New lights complicate practice schedules

In an effort to maximize the practice time for all athletic teams, this coming year there will be the first evening practices ever held on Ted Slavin Field. Due to the extended stay on campus for student athletes attending evening practices, a mandatory study hall will be implemented. The athletes will not be allowed to leave campus to get food, rather eating at the cafeteria which will stay open later.

Evening practices also raise the question of transportation, as the commute for many students will force a late night after practice.

The idea of study hall was developed from a past optional after-school work period for athletes who wished to do assignments before rather than after practices. However, the policy of a completely mandatory work time is flexible.

“If a student has another obligation, he or she would go to that instead,” Head of the Upper School Harry Salamandra said. “Originally, students would go get food before practice, which with an added commute I believe is not the best use of time. We’re just trying to be fairer to the students with a big workload.”

Football Coach Vic Eumont agrees with the concept of study hall, as long as the main purpose of the time given for it is to study.

“I’m not a fan of study halls when they include bad students, but if they are good students then they will study,” Eumont said.

Attendance coordinator Gabriel Preciado will proctor the study halls. Salamandra addressed the issue of food before evening practices, noting the athletes’ need for an energy source before working out. As of last Thursday, he, the athletic directors, and other administrators met to discuss plans to ask the Cafeteria to pre-make sandwiches and make other items, such as chicken tenders, fruit juices, and string cheese available. This is an attempt to nourish athletes and provide them with enough energy to perform up to their daily standard, regardless of what time they practice.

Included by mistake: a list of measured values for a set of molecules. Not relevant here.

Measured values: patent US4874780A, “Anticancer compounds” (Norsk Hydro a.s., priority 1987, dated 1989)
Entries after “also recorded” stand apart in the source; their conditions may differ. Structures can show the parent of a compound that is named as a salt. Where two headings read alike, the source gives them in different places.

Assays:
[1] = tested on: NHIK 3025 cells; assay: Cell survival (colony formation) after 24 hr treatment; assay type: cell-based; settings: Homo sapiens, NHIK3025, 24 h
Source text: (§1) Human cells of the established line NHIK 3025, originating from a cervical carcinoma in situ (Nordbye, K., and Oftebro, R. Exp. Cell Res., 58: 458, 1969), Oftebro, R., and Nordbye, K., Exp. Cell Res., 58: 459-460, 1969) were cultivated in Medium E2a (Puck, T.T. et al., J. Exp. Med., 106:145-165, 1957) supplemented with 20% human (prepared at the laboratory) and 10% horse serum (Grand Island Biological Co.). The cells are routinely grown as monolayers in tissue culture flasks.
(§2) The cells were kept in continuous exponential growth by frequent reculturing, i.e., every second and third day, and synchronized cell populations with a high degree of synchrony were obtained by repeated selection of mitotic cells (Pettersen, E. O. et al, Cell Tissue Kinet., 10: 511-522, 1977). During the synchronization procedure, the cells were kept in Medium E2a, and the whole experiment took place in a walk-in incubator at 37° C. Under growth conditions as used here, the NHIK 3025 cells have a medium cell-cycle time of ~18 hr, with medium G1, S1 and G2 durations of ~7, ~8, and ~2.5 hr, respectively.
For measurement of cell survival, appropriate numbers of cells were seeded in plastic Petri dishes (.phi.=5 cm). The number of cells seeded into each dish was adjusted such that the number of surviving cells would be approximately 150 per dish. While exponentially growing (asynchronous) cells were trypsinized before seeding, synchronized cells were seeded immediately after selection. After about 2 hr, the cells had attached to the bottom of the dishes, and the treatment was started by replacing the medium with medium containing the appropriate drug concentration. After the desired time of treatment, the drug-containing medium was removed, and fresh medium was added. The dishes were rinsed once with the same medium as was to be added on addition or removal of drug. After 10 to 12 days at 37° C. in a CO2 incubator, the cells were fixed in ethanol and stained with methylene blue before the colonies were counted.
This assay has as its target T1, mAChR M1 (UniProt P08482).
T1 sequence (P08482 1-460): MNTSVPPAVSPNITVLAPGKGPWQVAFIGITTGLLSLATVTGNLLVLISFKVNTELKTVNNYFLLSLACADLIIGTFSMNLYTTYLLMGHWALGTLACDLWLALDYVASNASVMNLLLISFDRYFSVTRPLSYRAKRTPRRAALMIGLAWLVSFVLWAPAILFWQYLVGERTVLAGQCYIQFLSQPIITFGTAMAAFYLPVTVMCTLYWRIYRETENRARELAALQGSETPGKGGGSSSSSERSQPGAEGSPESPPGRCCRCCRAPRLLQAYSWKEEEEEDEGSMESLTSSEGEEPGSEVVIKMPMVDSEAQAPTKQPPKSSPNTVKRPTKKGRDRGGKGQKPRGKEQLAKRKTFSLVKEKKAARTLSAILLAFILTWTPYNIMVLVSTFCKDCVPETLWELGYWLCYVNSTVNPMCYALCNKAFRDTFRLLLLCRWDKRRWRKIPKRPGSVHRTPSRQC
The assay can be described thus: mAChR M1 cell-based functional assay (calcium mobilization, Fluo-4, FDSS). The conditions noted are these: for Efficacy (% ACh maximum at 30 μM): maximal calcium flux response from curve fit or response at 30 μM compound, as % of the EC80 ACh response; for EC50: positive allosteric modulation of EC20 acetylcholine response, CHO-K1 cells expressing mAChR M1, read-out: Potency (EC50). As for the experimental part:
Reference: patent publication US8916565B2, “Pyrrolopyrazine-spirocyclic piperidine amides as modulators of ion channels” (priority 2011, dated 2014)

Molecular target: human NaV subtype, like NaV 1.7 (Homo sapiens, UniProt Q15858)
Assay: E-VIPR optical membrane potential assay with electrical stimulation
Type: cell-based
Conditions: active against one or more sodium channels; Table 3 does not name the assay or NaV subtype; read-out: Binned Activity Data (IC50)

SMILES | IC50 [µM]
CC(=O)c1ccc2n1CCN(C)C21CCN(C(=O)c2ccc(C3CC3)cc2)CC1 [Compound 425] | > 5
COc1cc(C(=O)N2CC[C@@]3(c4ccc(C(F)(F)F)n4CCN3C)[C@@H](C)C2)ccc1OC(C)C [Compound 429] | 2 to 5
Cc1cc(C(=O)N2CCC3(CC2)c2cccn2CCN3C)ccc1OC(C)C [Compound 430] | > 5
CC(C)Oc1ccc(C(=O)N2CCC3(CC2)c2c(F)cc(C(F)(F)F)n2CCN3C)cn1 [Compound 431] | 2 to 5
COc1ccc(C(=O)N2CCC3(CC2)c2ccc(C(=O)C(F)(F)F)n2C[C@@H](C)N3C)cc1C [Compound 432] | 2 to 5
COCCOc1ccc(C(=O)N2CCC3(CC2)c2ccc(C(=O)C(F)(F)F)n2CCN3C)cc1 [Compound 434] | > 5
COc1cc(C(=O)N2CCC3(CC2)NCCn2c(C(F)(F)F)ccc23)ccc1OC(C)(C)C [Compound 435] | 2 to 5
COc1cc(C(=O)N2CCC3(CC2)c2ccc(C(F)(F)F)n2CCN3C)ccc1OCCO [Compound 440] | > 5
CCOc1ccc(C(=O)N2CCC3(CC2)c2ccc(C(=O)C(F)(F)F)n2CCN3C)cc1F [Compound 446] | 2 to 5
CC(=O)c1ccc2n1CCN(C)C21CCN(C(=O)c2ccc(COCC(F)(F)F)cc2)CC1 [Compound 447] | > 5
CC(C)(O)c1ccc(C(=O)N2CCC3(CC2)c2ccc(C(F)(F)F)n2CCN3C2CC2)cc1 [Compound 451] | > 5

In order to make the commute more convenient for athletes without their drivers’ licenses, as of last Thursday Salamandra and the athletic offices have agreed on a 7:45 shuttle to take students who live on the Westside to the Middle School campus. Still, even with the extra help of a shuttle bus, many students will still need to commute another hour to their respected homes.

Jordan Tolson ’10 lives in Inglewood, and is one of the many sophomores on the football team without his driver’s license.

“[The commute] will definitely take time off of my studying time at night. It will also be an inconvenience for my parents,” Tolson, the linebacker, said.

But even with the potential defects, Salamandra and the Athletic Office are confident that fluctuating practice times from afternoons to evenings will be a better concept than commuting to off-campus facilities.

Both the field hockey and football teams will utilize the lights for practices this fall season, with field hockey practicing Wednesday nights until 7:30 pm and the football team practicing other nights until 7:30 pm. On the days where one team practices during the evening, the other team will practice right after school.

“Overall the convenience is nice. We’re going to get a lot more practice in on much better field conditions,” Erin Creznic, varsity field hockey coach, said. Last year, the field hockey team held practices at Franklin Field and Valley College. The squad was eventually forced to practice during eighth period at Ted Slavin field, before the football team’s slot.

Eumont also expressed excitement for the upcoming slew of practices and games. Though the team will have to adapt to practicing at later hours, he is confident there will not be a change in the effectiveness of each session.

“We do a certain thing on Monday; we do a certain thing on Tuesday, and so on. When and where we do it won’t matter. Eumont said. “But the fact that we’ve got a field turf here and now having lights to go with it really gives us everything we want.”

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